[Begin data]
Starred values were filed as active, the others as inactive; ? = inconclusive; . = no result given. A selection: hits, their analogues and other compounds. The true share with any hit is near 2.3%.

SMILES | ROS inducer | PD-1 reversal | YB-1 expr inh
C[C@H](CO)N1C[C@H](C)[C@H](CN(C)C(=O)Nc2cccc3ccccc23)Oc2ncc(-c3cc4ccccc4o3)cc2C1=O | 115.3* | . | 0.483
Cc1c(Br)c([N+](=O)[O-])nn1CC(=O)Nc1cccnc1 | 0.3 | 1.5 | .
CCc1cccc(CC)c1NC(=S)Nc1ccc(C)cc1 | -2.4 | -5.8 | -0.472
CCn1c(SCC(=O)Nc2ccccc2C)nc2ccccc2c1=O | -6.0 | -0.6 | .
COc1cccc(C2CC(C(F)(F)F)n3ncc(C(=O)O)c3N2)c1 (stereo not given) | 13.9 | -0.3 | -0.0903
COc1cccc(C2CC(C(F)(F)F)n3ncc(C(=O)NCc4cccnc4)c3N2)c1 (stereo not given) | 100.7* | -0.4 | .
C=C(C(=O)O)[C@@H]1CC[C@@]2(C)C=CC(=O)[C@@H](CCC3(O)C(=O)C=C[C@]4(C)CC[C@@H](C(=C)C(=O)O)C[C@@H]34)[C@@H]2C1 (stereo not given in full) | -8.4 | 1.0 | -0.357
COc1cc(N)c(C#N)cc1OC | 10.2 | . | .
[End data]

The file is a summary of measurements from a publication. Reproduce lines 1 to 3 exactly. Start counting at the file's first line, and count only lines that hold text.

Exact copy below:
Starred values were filed as active, the others as inactive; ? = inconclusive; . = no result given. A selection: hits, their analogues and other compounds. The true share with any hit is near 2.3%.

SMILES | ROS inducer | PD-1 reversal | YB-1 expr inh
C[C@H](CO)N1C[C@H](C)[C@H](CN(C)C(=O)Nc2cccc3ccccc23)Oc2ncc(-c3cc4ccccc4o3)cc2C1=O | 115.3* | . | 0.483